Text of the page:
How to Use Your Course Syllabi

During the first week of each semester, your professors will present you with a syllabus or course outline. Don't stuff that syllabus in a folder and forget about it! It contains valuable information that will help you plan your study time for that course, including class policies, test types and final grade calculation. The syllabus is a plan to follow, or a road map of a professor's expectations, so file each one in a safe place for frequent future reference. You can predict much about a course from the syllabus, and it can help you to design your academic activities for the course.

Long-range planning needs to begin on the first day of class. Planning out your semester will help you reduce confusion and anxiety by exactly defining the demands you will face in each course. By anticipating and planning your approach to each course, you can plan your coping strategies.

Steps for Creating a Semester Schedule

  1. Collect all of your course syllabi.
  2. Get your planner, Outlook calendar or iCalendar, or print out a monthly calendar (You'll need four copies of the calendar -- one for each month of the semester.).
  3. Using your course syllabi, fill in each month with all of your exams, papers, short essays, presentations, quizzes and due dates for other important projects.
  4. Using the calendar, you can see which weeks of the semester will be the busiest, and plan your time accordingly. If you have several tests and papers due during one week, you may want to start studying several weeks in advance to avoid cramming! Many people find it helpful to set their own deadlines for their work. For example, if you have a paper due on May 1, set a deadline of April 24 for completing the rough draft. Write in these deadlines on your calendar to help yourself stick to them!

Steps for Planning for Your Courses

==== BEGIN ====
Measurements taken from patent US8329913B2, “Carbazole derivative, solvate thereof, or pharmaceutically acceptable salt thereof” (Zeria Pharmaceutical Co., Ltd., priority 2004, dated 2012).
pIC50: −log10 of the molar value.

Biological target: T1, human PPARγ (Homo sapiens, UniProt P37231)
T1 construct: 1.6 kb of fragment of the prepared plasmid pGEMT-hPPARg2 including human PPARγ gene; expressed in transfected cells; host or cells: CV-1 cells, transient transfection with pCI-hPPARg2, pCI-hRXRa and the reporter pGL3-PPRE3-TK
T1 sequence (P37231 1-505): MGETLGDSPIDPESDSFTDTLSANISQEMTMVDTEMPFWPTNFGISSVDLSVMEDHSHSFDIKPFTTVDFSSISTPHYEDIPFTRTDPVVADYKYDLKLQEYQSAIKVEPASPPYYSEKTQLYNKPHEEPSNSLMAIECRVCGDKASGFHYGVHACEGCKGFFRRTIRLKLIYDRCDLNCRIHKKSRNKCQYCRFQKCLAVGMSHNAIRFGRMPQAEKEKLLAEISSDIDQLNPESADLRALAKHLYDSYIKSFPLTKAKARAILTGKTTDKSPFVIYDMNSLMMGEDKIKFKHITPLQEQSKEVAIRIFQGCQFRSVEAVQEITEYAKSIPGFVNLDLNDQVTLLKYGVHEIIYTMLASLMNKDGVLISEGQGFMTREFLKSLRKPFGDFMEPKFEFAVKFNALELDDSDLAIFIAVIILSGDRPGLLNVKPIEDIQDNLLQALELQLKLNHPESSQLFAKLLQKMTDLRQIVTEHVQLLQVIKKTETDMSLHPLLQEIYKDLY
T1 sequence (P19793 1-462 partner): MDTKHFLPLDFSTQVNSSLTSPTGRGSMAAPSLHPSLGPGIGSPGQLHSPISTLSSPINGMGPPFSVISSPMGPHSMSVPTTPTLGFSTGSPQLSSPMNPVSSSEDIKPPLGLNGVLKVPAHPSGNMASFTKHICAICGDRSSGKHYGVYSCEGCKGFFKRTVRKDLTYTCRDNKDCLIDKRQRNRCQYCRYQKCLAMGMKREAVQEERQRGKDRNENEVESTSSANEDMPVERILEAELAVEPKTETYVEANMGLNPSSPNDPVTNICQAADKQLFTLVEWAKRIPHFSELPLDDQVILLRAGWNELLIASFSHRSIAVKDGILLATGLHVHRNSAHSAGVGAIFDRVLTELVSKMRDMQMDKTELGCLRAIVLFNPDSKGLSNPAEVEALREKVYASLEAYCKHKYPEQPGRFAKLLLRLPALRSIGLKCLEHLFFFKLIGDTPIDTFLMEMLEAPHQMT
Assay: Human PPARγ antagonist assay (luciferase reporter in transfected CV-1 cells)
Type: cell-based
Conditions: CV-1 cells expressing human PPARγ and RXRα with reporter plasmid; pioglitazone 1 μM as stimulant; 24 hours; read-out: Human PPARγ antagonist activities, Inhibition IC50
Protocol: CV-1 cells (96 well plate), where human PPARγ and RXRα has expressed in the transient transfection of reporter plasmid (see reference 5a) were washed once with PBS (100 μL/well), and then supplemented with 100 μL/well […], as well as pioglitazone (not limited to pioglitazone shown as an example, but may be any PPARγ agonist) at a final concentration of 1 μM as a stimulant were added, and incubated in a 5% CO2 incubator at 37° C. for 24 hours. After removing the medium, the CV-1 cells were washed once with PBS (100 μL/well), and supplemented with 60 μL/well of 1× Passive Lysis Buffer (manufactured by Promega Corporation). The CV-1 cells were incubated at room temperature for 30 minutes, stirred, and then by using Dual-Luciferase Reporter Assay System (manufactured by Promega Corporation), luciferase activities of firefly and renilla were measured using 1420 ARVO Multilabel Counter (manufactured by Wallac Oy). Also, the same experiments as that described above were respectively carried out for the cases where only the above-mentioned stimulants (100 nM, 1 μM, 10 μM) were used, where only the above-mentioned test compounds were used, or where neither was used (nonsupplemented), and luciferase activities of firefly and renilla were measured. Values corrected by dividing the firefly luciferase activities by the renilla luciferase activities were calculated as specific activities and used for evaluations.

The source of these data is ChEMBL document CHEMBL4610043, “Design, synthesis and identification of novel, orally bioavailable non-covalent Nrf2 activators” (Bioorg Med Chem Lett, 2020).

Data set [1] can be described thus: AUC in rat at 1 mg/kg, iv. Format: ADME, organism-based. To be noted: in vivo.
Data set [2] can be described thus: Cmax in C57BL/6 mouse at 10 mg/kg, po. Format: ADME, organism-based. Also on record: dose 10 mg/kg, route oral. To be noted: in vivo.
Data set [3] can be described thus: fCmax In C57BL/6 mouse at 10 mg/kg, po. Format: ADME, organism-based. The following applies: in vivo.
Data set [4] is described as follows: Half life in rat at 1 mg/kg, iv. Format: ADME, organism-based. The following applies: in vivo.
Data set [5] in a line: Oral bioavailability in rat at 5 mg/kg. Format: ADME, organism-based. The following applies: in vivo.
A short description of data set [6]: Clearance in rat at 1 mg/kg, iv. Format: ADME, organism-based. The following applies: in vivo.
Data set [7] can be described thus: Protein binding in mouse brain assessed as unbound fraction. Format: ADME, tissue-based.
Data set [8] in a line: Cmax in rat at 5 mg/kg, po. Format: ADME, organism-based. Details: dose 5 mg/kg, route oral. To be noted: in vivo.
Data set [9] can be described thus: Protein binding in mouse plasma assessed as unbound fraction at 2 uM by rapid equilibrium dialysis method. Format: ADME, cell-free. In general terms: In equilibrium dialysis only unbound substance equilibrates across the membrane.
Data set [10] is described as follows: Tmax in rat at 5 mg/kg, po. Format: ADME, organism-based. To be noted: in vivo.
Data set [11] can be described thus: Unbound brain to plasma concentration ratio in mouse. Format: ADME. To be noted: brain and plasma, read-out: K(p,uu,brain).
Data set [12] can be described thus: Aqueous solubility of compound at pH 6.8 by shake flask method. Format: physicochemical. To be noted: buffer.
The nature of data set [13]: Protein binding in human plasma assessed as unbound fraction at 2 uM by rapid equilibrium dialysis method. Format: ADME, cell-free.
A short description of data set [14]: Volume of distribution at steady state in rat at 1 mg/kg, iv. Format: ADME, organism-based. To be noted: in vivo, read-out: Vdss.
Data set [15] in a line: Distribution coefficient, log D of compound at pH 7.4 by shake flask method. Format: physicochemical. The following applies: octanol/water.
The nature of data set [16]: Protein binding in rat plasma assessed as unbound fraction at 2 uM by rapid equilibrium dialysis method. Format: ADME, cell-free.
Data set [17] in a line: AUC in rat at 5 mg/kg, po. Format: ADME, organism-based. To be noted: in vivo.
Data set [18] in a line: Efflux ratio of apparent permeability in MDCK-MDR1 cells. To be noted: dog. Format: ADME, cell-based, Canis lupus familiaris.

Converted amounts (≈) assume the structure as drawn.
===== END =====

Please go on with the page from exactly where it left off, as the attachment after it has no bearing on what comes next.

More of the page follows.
1. Collect all of your course syllabi.
  2. Print out a course chart.
  3. Under Course, list each course title with your most difficult course at the top, to indicate its high priority, and your easiest course at the bottom. Under each course title, set a goal by adding the final grade you want to earn in that course.
  4. Under Professor, record their name, office location and office hours. You may want to visit each professor's office hours during the first two weeks of classes to introduce yourself and to ask any questions you may have. Get acquainted with each professor early, especially in your most difficult courses, and you'll be more likely to seek help regularly before problems with grades can arise. Seeing this entry on your chart will remind you to take this step.
  5. Under Exams, briefly list the dates and types of each exam, and how much it counts toward your final grade (e.g., midterm on 10/2, three essays, 40 percent). Do the same under Projects & Papers and again for Other, for courses in which homework, quiz grades or critiques contribute to your final grade. Leave blanks for any courses in which these don't apply. These three spaces show you, at a glance, exactly what you have to do -- and when -- to earn the final grade you want.
  6. Under Attendance Policy and Late & Makeup Assignment Policy, note any special requirements of individual professors. There will be wide variations on these; you'll need to know that four absences in one course will cause the professor to fail you, while in another case you have more leeway. Some professors dramatically lower grades for late work, while others are less strict. Your chart will make it easy to meet individual requirement that can affect your grades.
  7. Post your completed chart prominently, where you'll see it every day- this may be on your wall, in a notebook, on your desk, etc. Seeing all of your course demands condensed onto one sheet of paper, rather than spread out over four or five multi-page syllabi, is the first step in organizing and balancing your approach to the semester.
  8. Be sure that all of the important dates you've listed (e.g., tests, papers, projects, etc.) are listed on your semester schedule!

After completing this long-range plan, create a weekly time management schedule to help manage your study time on a weekly basis!

Adapted from the Academic Resource Center at Sweet Briar College, 2010.